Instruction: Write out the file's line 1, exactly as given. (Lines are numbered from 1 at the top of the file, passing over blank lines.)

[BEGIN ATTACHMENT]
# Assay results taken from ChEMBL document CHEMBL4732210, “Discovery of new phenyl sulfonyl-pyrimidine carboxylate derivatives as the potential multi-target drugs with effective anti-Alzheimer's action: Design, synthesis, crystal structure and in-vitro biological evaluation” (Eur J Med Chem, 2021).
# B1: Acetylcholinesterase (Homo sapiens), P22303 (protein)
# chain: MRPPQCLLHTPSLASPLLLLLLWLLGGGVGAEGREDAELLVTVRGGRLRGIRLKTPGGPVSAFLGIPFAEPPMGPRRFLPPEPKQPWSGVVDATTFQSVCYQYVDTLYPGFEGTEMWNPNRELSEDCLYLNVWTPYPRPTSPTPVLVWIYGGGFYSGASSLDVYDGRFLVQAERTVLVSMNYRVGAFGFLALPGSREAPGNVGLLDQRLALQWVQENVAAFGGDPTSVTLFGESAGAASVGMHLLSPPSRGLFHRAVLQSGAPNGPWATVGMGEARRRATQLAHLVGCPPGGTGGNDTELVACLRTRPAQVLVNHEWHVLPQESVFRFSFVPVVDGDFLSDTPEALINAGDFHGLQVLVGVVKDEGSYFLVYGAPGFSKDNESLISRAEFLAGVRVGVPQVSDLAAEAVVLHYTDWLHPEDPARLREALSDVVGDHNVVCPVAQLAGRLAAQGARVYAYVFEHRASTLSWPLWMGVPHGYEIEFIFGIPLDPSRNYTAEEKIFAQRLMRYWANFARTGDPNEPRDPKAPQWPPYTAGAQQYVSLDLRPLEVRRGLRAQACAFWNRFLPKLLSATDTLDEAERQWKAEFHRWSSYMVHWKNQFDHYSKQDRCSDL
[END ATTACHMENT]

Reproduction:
# Assay results taken from ChEMBL document CHEMBL4732210, “Discovery of new phenyl sulfonyl-pyrimidine carboxylate derivatives as the potential multi-target drugs with effective anti-Alzheimer's action: Design, synthesis, crystal structure and in-vitro biological evaluation” (Eur J Med Chem, 2021).